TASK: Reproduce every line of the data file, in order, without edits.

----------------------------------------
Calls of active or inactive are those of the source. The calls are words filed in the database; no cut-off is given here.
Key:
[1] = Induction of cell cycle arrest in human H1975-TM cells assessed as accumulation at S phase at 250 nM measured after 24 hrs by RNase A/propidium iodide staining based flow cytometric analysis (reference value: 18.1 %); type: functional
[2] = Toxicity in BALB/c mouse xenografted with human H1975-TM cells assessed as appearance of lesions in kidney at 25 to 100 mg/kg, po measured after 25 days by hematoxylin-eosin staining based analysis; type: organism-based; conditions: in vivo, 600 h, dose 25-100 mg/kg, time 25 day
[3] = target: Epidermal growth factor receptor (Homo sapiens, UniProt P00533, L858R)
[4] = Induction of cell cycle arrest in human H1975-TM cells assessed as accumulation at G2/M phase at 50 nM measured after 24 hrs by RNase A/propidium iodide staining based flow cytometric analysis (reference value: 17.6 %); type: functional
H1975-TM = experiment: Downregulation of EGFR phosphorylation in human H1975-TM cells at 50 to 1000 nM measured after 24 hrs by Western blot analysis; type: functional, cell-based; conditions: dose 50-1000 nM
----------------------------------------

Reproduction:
Calls of active or inactive are those of the source. The calls are words filed in the database; no cut-off is given here.
Key:
[1] = Induction of cell cycle arrest in human H1975-TM cells assessed as accumulation at S phase at 250 nM measured after 24 hrs by RNase A/propidium iodide staining based flow cytometric analysis (reference value: 18.1 %); type: functional
[2] = Toxicity in BALB/c mouse xenografted with human H1975-TM cells assessed as appearance of lesions in kidney at 25 to 100 mg/kg, po measured after 25 days by hematoxylin-eosin staining based analysis; type: organism-based; conditions: in vivo, 600 h, dose 25-100 mg/kg, time 25 day
[3] = target: Epidermal growth factor receptor (Homo sapiens, UniProt P00533, L858R)
[4] = Induction of cell cycle arrest in human H1975-TM cells assessed as accumulation at G2/M phase at 50 nM measured after 24 hrs by RNase A/propidium iodide staining based flow cytometric analysis (reference value: 17.6 %); type: functional
H1975-TM = experiment: Downregulation of EGFR phosphorylation in human H1975-TM cells at 50 to 1000 nM measured after 24 hrs by Western blot analysis; type: functional, cell-based; conditions: dose 50-1000 nM